Chrummfadeflue (from Gurnigel to Stockhorn)


Publiziert von Stijn , 17. Oktober 2016 um 20:12.

Region: Welt » Schweiz » Bern » Berner Voralpen
Tour Datum:15 Oktober 2016
Wandern Schwierigkeit: T5 - anspruchsvolles Alpinwandern
Klettern Schwierigkeit: I (UIAA-Skala)
Wegpunkte:
Geo-Tags: CH-BE 
Zeitbedarf: 6:15
Aufstieg: 1350 m
Abstieg: 750 m

The Chrummfadeflue ridge is already well-documented here on Hikr (see e.g. Ka's report). Nevertheless, it's a very quiet route (the last entry in the Gustispitz log book is already 11 days old), especially when you compare it with the tourist magnets of Gantisch to the west and Stockhorn to the east. Since it had rained the day before, I follow bergpfad73's advice of taking an ice axe for the steep grass paths (and "pour impressioner les filles au sommet", of course...).

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It's quiet on the Gurnigel. Last time I arrived here with the same Postauto, there were at least ten times as many people here... From the Wasserscheide, I walk up to the Leiterepass. After a short traverse south of the Nüneneflue, I reach the Schwalmere pass. Here I leave the marked hiking paths and join the unmarked trail along the Chrummfadeflue ridge.

Soon, the ridge narrows and the way towards the Gustispitz summit cross looks spectacular and somewhat daunting. However, most of it is slightly easier than it looks, since there is mostly a useful trail through the grass and Schrofen terrain. After some initial undulations (avoiding one rock outcrop on the northern side) a steep descent constitutes the first crux. A short down-scramble (careful, very brittle rock!) followed by a steep descent through grass (but with good steps on the ground) brings me down to a small saddle.

After the saddle, the route climbs again until the ridgeline is blocked by some rock walls. Starting at a remarkable pinnacle, the trail sidesteps the rock walls with a very exposed but surprisingly passable ascending traverse in the south face. Stick directly to the wall to avoid the nettles. The ridge is reached again with a short scramble up a weakness in the rocks. Some minor up-and-down along the ridge is now all that separates me from the Gustispitz summit cross.

The east ridge of the Gustispitz starts with a short fixed chain, probably more intended for ski mountaineers in winter. After going relatively flat along the ridge for some 100m, a gap in the ridgeline is the final crux of the Chrummfadeflue traverse. Different lines are possible for the down-scramble into the gap, all of them rather steep (grade I to II). This descent apparently was scary enough for someone to fix (in an improvised way) and abandon their rope here. After a steep, grassy climb on the other side of the gap, the remainder of the ridge over P. 2079 is just a pleasant ridge hike. Don't forget to turn right (heading south) some 60m east of P. 2079; this might not be obvious in bad visibility.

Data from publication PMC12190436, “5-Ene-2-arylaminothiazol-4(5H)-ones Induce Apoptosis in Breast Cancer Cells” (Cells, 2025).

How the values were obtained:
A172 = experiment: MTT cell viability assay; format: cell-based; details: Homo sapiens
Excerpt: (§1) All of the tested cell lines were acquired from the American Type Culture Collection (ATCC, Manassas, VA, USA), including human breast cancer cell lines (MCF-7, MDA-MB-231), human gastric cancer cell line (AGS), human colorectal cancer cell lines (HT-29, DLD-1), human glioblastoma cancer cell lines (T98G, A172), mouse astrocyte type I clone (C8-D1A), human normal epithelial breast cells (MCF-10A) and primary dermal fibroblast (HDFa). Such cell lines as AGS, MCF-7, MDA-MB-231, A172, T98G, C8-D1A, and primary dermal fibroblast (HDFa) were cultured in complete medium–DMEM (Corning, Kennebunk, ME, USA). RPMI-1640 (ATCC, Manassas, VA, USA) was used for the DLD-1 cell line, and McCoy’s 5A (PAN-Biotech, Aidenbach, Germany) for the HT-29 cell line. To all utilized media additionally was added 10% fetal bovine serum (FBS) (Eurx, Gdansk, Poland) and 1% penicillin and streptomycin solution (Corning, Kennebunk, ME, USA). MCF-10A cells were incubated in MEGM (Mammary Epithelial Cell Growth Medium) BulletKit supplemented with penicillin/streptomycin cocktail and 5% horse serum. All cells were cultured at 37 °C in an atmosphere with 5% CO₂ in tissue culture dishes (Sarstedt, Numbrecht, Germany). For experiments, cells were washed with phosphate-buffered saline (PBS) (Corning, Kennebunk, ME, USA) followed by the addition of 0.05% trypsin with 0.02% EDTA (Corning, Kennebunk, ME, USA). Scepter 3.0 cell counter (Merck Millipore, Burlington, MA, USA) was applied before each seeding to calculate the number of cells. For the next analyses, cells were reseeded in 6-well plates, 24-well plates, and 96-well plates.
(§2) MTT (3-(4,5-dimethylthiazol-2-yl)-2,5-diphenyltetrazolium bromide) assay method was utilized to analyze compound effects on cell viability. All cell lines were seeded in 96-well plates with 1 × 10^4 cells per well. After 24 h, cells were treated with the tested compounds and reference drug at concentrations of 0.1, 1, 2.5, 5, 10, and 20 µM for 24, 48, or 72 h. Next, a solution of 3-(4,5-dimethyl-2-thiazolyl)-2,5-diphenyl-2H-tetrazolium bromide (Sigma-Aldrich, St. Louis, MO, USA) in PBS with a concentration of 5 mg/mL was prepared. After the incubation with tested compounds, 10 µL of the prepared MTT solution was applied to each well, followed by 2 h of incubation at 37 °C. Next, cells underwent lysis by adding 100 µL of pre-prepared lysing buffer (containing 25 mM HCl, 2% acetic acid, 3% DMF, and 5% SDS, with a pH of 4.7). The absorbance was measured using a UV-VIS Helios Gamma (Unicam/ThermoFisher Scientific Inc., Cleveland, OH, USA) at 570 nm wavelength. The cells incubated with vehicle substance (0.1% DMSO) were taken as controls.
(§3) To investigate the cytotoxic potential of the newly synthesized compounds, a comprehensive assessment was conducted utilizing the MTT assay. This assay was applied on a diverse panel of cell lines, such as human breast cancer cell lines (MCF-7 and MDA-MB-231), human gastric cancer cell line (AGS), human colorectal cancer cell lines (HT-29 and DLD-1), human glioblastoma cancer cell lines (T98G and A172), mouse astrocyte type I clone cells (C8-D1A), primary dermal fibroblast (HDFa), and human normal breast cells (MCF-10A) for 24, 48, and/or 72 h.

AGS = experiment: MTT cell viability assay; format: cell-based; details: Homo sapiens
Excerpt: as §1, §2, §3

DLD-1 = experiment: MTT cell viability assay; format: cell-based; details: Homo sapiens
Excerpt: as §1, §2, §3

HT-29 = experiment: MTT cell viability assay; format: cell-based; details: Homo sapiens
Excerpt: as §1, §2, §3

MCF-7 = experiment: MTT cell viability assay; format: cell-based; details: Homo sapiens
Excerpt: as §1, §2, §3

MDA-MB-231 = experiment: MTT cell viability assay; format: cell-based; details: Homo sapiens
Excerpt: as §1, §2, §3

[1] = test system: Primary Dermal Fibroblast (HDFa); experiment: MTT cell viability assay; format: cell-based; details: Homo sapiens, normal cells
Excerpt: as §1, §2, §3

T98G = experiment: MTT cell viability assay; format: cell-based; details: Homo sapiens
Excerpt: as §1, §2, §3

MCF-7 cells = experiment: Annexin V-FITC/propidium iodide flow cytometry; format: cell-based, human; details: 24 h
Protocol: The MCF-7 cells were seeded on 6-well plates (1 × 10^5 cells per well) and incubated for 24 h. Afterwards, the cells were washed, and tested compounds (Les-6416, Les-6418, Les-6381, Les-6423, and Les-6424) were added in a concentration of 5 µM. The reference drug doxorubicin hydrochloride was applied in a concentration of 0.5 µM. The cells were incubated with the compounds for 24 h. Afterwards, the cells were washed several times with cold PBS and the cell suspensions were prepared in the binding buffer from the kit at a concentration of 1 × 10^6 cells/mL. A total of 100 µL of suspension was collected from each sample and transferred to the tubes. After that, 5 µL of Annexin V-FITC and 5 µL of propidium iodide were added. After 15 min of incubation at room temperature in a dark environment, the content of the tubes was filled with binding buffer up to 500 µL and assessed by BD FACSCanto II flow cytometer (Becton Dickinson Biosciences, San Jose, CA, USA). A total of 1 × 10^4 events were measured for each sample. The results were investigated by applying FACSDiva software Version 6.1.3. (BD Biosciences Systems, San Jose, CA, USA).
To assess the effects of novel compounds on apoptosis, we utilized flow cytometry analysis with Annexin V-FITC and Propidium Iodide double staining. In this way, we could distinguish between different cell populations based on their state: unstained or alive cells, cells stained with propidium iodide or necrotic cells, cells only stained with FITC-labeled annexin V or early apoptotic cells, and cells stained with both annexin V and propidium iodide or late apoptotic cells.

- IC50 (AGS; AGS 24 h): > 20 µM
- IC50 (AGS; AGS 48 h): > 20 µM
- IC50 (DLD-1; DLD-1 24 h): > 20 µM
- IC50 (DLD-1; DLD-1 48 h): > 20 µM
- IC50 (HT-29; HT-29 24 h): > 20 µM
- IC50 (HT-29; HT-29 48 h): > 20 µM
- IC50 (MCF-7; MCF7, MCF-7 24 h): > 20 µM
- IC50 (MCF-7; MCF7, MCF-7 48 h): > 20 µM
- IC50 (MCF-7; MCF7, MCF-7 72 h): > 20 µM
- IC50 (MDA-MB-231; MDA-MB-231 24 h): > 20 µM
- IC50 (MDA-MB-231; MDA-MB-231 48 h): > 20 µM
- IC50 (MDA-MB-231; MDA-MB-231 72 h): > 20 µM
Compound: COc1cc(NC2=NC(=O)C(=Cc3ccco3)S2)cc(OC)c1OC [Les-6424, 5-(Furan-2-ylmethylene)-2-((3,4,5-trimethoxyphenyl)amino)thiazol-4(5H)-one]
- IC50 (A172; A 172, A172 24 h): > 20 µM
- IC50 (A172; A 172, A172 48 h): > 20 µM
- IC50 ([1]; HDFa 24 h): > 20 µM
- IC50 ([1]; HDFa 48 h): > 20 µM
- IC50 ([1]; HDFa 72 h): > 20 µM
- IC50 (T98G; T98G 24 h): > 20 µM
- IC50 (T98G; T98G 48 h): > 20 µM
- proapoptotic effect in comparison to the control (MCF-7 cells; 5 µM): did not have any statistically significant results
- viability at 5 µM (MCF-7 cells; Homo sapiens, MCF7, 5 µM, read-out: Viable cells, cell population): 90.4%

Most people seem to grade the Chrummfadeflue ridge as T5-. Indeed, the majority of the route is no harder than T4. However, given the sustained steepness of the terrain and the short but demanding scrambles, the ridge traverse fully deserves a grade of T5 (also without a minus) for me.

My ridge hike now continues over the Stubeflue and (now on a marked hiking path) over the Homad. Another highlight is the Möntschelespitz west ridge (T4). Stay directly on the ridge here, instead of following the hiking path, if you don't want to miss out on another great ridge scramble.

The next point of interest is marked on the map as "Chatz u Mus". I'm not sure which of the many rocks here is the cat and which one the mouse. On P. 1901, there is a ragged Swiss flag (visible from the path below) and a log book (unfortunately completely soaked). I'm rewarded for my small detour as the clouds open up enough to reveal Eiger and co. for the first time.

Unfortunately, the fog closes in again as I walk over the Walalpgrat and down to the Baachegg saddle. Countless wooden steps bring me up to P. 2043. The Stockhorn is reached soon after. The clouds open up again a little, at least in the direction of the Berner Oberland, a nice way to finish the hike.

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The sun did not manage to break away the clouds as much as I had hoped for, but that hardly mattered. For most of the day, the ridge that I was walking on, defined the edge between fog to the north and mixed sunshine to the south. The result of this was a wonderful atmosphere in its own right, maybe even more special than when the skies are completely clear.

PS: sorry for the gap in the GPS track.

Tourengänger: Stijn


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